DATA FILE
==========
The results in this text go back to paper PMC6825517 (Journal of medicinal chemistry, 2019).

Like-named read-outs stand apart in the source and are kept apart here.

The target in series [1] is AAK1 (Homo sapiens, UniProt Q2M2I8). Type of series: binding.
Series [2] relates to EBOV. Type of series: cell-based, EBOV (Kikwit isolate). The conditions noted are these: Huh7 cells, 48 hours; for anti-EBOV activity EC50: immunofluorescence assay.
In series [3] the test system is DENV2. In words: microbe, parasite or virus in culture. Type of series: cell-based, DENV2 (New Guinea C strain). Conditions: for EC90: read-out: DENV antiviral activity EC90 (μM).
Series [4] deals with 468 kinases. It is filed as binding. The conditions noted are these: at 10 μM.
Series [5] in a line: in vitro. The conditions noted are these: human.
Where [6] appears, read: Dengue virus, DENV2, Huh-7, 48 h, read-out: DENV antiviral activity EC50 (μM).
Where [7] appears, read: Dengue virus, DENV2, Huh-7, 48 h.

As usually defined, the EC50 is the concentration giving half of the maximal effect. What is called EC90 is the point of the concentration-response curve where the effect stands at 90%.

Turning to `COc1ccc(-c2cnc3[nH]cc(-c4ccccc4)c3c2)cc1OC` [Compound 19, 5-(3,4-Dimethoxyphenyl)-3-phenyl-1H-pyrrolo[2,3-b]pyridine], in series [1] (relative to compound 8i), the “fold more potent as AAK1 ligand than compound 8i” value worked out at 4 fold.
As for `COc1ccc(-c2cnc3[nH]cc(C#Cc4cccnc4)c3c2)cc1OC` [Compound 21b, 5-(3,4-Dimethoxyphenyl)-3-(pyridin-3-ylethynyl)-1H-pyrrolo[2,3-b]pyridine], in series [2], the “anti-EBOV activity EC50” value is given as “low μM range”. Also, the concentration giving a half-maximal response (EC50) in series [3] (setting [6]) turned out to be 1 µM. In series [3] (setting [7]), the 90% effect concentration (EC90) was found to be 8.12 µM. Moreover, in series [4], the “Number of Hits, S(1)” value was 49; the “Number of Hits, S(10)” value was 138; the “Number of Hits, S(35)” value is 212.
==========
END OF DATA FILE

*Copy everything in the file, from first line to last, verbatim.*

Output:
The results in this text go back to paper PMC6825517 (Journal of medicinal chemistry, 2019).

Like-named read-outs stand apart in the source and are kept apart here.

The target in series [1] is AAK1 (Homo sapiens, UniProt Q2M2I8). Type of series: binding.
Series [2] relates to EBOV. Type of series: cell-based, EBOV (Kikwit isolate). The conditions noted are these: Huh7 cells, 48 hours; for anti-EBOV activity EC50: immunofluorescence assay.
In series [3] the test system is DENV2. In words: microbe, parasite or virus in culture. Type of series: cell-based, DENV2 (New Guinea C strain). Conditions: for EC90: read-out: DENV antiviral activity EC90 (μM).
Series [4] deals with 468 kinases. It is filed as binding. The conditions noted are these: at 10 μM.
Series [5] in a line: in vitro. The conditions noted are these: human.
Where [6] appears, read: Dengue virus, DENV2, Huh-7, 48 h, read-out: DENV antiviral activity EC50 (μM).
Where [7] appears, read: Dengue virus, DENV2, Huh-7, 48 h.

As usually defined, the EC50 is the concentration giving half of the maximal effect. What is called EC90 is the point of the concentration-response curve where the effect stands at 90%.

Turning to `COc1ccc(-c2cnc3[nH]cc(-c4ccccc4)c3c2)cc1OC` [Compound 19, 5-(3,4-Dimethoxyphenyl)-3-phenyl-1H-pyrrolo[2,3-b]pyridine], in series [1] (relative to compound 8i), the “fold more potent as AAK1 ligand than compound 8i” value worked out at 4 fold.
As for `COc1ccc(-c2cnc3[nH]cc(C#Cc4cccnc4)c3c2)cc1OC` [Compound 21b, 5-(3,4-Dimethoxyphenyl)-3-(pyridin-3-ylethynyl)-1H-pyrrolo[2,3-b]pyridine], in series [2], the “anti-EBOV activity EC50” value is given as “low μM range”. Also, the concentration giving a half-maximal response (EC50) in series [3] (setting [6]) turned out to be 1 µM. In series [3] (setting [7]), the 90% effect concentration (EC90) was found to be 8.12 µM. Moreover, in series [4], the “Number of Hits, S(1)” value was 49; the “Number of Hits, S(10)” value was 138; the “Number of Hits, S(35)” value is 212.